On the other hand, I have been writing. Just 2 weeks ago, I sent off a short manuscript to a publisher, and should know within a few weeks whether it will be green-lighted. Topic? Ecclesiology. We’ll see…

Thanks for reading TIO. May Father, Son, and Holy Spirit shower you and yours today with the divine presence.

Posted in From soup to nuts

Pumpkin and sugar bean curry

Pumpkin and sugar bean curry

I’m not a vegetarian but this vegetarian dish was tasty!

Here’s the recipe as given on the side of the box of Rajah mild & spicy curry powder:

  1. Sort and clean 2 cups of dry sugar beans and soak in water overnight. (I used red beans instead).
  2. Boil in clean water for 60 minutes or until soft, then drain.
  3. Heat some vegetable oil (2-3 tablespoons should do) in pot and fry 1 sliced onion and 1 chopped green pepper until soft.
  4. Add 2 tbs. of Rajah Mild and Spicy curry powder and 2 chopped tomatoes and fry for about 2 minutes. (Note: I’m sure other brands would work fine, too).
  5. Add 2 cups peeled and cubed pumpkin (or butternut squash), 2 cups of water and beef stock cube, then bring to boil. Turn down the heat and simmer for 20 minutes with the lid on frying pan.
  6. Add the cooked beans and allow to simmer for 10 minutes more.
  7. Season to taste with salt and pepper
  8. Serve with rice. MAKES ENOUGH FOR 4-6.
Posted in From soup to nuts

Jamaican banana bread

cookbookThis holiday season is strange. My travel schedule will take me away on Thanksgiving, then over Christmas we’ll be in South Korea. So, even though it breaks my rule of “No Christmas music until after the Thanksgiving meal,” I’m listening to Josh Groban’s “Noel” and the Carpenter’s “Christmas Portrait.” Now that I’m in holiday mood, time for some baking!

There’s a first for everything, and this is the first time I’ve attempted banana bread. With a bunch of overripe bananas on the counter, it’s the perfect time to try my hand.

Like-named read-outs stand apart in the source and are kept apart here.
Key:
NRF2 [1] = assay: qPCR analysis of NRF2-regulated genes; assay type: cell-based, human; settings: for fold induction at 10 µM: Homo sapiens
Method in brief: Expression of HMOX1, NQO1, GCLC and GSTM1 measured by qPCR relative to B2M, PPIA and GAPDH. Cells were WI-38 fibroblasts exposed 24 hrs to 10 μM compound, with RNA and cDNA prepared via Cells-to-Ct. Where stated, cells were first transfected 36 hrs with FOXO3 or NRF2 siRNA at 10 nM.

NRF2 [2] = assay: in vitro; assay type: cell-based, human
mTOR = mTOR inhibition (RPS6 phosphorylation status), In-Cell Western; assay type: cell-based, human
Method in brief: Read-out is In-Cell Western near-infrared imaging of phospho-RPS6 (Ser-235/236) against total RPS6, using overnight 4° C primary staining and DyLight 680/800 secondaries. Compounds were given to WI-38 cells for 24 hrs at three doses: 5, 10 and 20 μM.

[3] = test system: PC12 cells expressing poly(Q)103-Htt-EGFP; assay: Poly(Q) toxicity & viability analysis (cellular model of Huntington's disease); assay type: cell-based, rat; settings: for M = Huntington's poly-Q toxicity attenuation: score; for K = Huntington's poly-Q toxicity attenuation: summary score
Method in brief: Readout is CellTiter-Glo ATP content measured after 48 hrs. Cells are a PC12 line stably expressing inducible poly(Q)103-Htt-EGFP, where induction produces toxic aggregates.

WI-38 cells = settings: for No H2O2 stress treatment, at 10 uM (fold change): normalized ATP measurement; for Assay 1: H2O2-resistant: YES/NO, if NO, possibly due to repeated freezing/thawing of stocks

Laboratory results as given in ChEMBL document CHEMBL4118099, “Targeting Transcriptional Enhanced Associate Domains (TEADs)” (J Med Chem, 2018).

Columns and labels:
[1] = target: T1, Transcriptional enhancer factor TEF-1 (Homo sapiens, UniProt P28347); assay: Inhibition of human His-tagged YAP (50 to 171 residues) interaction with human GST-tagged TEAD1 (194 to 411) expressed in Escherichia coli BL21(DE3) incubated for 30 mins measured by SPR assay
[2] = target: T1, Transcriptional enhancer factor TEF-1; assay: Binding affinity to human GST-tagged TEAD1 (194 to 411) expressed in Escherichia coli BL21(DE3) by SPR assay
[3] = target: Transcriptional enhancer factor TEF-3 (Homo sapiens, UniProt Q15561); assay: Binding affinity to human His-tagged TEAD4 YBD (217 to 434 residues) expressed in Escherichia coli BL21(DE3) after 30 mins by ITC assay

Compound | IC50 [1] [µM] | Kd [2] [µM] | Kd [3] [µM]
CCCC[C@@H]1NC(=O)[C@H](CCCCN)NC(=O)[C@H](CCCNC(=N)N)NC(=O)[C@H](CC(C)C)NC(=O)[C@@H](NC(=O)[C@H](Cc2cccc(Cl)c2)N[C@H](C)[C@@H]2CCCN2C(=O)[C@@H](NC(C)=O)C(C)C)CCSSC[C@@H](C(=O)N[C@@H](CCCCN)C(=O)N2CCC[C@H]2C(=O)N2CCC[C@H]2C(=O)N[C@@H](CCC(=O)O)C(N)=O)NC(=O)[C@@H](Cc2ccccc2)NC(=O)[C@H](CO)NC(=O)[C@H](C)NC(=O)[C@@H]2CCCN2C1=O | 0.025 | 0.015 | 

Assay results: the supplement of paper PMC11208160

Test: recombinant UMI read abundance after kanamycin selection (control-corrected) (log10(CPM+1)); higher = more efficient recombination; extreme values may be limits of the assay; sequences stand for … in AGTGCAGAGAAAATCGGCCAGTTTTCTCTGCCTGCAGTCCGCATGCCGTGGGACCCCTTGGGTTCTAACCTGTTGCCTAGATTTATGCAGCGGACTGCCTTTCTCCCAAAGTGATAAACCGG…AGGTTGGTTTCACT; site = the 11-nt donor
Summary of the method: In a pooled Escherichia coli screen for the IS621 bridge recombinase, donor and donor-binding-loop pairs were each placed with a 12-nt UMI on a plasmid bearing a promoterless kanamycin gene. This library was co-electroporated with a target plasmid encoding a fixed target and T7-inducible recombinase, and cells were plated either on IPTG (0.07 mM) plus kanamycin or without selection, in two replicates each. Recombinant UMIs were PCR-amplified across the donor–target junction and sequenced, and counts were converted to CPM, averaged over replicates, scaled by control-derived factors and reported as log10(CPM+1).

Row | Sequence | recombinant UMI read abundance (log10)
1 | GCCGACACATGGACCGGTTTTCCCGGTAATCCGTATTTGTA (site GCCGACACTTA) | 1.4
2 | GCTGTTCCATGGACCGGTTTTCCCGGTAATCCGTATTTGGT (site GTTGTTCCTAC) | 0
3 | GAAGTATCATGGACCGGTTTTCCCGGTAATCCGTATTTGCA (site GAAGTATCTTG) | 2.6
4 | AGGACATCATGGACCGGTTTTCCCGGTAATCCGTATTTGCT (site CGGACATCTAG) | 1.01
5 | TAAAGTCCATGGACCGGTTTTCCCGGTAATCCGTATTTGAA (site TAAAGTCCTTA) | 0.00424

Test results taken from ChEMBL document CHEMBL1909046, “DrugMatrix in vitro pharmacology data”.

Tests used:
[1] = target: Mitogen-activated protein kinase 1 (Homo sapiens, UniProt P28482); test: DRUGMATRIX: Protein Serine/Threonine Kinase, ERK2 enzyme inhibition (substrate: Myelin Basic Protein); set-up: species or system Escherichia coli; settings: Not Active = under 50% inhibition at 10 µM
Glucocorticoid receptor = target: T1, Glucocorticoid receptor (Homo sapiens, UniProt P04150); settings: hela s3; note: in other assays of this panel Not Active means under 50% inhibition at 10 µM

The recipe comes from Extending the Table (Herald Press, 1991), an old Mennonite cookbook that we acquired when we lived in West Africa (see cover in photo).



Makes 1 loaf

350 F / 180 C

55 min

Cream together: 1/2 c. margarine (125 ml), 1/2 c. sugar (125 ml), 1 t. vanilla (5 ml), and 1 egg, well beaten

Sift together: 2 c. flour (500 ml), 1 T. baking powder (15 ml), 1/2 t. ground nutmeg (2 ml), and a pinch of salt

Add to creamed mixture alternately, with: 3 ripe medium bananas, mashed (about 1 c./250 ml)

Add: 1/4 c. nuts, chopped (50 ml), and 1/4 c. raisins (ml)

Turn into greased 9 inch loaf pan (2 L). Bake 55 min. in preheated oven at 350 F (180 C) until golden brown.


Posted in From soup to nuts

On sugar maples, Southern red bishops, and theology

A Southern Red Bishop rests after feeding on tender grain at the Walter Sisulu Botanical Gardens in Roodepoort, outside Johannesburg, RSA

This week, Amy, Brad and I are exploring Capetown for the first time. While we’re away getting acquainted with another beautiful part of South Africa, it seemed timely to re-publish these nature reflections from near Johannesburg.

I’ll be back next Saturday with a new “Theology in Overalls” blog post.